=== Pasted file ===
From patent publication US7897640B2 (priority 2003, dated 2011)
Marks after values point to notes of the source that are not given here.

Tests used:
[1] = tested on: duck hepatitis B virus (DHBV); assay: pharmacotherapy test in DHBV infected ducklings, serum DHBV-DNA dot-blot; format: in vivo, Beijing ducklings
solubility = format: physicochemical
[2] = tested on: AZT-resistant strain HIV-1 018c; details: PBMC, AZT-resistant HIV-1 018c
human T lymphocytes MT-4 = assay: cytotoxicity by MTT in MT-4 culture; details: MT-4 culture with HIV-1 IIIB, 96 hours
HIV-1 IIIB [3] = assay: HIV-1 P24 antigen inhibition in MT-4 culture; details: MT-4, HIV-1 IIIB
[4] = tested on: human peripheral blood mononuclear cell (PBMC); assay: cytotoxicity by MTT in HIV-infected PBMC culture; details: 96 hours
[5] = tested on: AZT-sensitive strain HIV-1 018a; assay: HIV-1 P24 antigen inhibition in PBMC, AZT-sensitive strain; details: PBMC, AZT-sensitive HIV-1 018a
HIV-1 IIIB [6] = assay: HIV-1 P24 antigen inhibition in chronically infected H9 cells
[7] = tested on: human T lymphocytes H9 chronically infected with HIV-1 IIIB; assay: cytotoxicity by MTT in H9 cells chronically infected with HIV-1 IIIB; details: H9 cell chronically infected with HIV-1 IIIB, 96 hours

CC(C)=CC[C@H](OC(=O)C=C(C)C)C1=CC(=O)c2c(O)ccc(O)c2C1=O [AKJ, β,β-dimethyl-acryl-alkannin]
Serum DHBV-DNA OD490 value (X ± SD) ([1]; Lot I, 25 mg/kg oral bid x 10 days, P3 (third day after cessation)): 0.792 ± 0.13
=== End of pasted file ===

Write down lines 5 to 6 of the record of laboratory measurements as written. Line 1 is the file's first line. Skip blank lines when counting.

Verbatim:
solubility = format: physicochemical
[2] = tested on: AZT-resistant strain HIV-1 018c; details: PBMC, AZT-resistant HIV-1 018c